A report from a neuropathologist who served as a consultant to the autopsy said Schiavo's brain was "grossly abnormal and weighed only 615 grams (1.35 pounds)." That weight is less than half of that expected for a woman of her age, said the report written by Dr. Stephen J. Nelson. "By way of comparison, the brain of Karen Ann Quinlan weighed 835 grams at the time of her death, after 10 years in a similar persistent vegetative state."

… Schiavo's brain damage "was irreversible, and no amount of therapy or treatment would have regenerated the massive loss of neurons," Thogmartin said.

He said, the vision centers of her brain were dead, meaning she was blind. And his examination showed she would have been unable to take nourishment by mouth because of the danger she might aspirate the food."

 

So what was the big deal?  Why was the whole nation up in arms?

And why do the parents now say the autopsy proves nothing?

Over at Corrente see this

 

Ever since the Rodney King video made self-delusion a national past-time, more and more people have been navigating by the comfortable worldmaps inside their own heads, rather than seeing what's right in front of their eyes. Now Schiavo's parents, confronted by information on their daughter's condition that fails to support their own beliefs, simply choose to ignore it, and are joined and even encouraged in this sad shadow play by the vultures of life.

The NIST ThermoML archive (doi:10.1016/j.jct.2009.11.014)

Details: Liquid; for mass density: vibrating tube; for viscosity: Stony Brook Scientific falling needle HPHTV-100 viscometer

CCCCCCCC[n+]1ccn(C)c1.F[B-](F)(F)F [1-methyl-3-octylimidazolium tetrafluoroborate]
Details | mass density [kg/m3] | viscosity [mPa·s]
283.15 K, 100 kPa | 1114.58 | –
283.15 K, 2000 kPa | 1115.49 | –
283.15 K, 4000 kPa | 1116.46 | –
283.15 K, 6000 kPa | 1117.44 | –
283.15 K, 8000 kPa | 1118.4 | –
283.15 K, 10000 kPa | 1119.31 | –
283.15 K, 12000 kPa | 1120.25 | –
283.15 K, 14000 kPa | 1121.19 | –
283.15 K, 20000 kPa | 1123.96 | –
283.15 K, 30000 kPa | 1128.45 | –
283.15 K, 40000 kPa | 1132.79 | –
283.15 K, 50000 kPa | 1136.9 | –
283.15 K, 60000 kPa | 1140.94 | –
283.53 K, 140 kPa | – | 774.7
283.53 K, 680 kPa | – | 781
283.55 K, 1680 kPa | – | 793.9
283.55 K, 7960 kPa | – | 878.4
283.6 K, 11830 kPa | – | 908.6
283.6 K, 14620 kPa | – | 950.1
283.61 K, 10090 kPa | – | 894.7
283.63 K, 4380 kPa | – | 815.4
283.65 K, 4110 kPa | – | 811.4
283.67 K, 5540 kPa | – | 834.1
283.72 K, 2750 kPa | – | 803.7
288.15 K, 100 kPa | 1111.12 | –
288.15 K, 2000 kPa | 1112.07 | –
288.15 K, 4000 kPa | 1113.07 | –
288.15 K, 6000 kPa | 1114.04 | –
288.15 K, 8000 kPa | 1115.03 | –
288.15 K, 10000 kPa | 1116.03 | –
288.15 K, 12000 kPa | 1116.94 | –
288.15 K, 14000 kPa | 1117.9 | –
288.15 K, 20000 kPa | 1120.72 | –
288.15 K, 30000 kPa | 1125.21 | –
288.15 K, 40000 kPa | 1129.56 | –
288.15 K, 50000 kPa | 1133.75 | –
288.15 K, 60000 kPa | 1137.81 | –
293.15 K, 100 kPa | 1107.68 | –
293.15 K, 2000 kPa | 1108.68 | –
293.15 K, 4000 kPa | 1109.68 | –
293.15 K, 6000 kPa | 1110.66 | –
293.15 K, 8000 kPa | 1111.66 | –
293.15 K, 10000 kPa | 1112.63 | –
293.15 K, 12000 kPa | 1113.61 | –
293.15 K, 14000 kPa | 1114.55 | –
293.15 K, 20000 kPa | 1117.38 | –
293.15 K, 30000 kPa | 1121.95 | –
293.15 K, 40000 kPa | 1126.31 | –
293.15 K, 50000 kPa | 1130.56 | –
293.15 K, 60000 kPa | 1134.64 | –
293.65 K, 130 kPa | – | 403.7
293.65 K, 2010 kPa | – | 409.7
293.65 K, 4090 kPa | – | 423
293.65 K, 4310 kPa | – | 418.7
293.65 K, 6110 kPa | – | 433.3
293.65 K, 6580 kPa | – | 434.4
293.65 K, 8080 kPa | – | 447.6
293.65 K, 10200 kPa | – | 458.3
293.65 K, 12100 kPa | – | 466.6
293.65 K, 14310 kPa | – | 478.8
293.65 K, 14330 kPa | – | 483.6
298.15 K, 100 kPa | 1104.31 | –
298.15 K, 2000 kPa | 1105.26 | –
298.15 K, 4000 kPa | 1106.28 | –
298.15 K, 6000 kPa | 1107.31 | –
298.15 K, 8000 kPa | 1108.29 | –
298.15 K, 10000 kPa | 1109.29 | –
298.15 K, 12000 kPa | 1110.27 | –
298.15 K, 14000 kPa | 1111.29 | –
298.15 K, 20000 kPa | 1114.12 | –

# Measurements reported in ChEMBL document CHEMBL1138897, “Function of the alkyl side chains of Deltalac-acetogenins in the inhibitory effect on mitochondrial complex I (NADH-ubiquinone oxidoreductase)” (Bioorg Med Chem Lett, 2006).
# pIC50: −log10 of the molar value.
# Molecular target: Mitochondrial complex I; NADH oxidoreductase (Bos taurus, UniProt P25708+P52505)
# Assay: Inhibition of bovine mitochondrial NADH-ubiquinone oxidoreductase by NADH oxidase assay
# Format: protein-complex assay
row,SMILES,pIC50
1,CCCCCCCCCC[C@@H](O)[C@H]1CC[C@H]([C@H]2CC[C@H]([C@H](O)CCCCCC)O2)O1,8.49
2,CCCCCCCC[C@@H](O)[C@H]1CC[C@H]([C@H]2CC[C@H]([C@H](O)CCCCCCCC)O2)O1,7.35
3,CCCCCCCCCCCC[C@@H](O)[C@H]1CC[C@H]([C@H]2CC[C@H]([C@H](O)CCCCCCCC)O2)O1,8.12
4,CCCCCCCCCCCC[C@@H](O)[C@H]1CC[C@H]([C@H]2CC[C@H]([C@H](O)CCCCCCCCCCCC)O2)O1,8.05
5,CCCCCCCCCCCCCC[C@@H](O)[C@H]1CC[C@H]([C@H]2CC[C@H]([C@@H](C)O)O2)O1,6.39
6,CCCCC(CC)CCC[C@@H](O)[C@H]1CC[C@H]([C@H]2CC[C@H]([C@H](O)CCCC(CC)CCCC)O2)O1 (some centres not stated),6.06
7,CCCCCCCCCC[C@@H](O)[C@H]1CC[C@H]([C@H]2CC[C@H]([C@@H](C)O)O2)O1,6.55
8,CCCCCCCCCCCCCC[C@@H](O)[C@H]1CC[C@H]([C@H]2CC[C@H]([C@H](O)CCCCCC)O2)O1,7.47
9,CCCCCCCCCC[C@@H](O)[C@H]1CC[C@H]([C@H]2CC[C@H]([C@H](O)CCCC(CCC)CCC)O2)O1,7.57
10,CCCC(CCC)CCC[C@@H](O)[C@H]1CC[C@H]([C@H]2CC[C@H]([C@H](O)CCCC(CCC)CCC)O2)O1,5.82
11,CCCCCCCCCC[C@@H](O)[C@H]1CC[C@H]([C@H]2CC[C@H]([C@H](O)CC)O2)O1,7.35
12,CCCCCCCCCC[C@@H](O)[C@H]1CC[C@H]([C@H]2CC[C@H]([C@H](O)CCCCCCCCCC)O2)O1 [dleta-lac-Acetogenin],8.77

But why not? Hasn't the political and public reaction to the revelations of Abu Ghraib, Guantanamo, and Bagram Air Base demonstrated that Americans have a talent for this that is nearly phenomenal? Eventually respect for the truth and the desire to seek it out must begin to wear thin, when you live in a world where no evidence is ever enough. You start to suspect that, ultimately, finding out what's real and sharing that with others is not only a waste of time, it could even get you hurt. You stop trying.

And maybe that is the point.

 

Too cynical.

And what of Senator Frist, the former doctor who said he watched selected video clips of the still functioning body and said this was a woman who had been misdiagnosed.

The problem is here

 

Frist: "She certainly seems to respond to visual stimuli."

Autopsy report: "The vision centers of her brain were dead."

 

Majority Leader Frist being interview by Matt Lauer on "The Today Show" here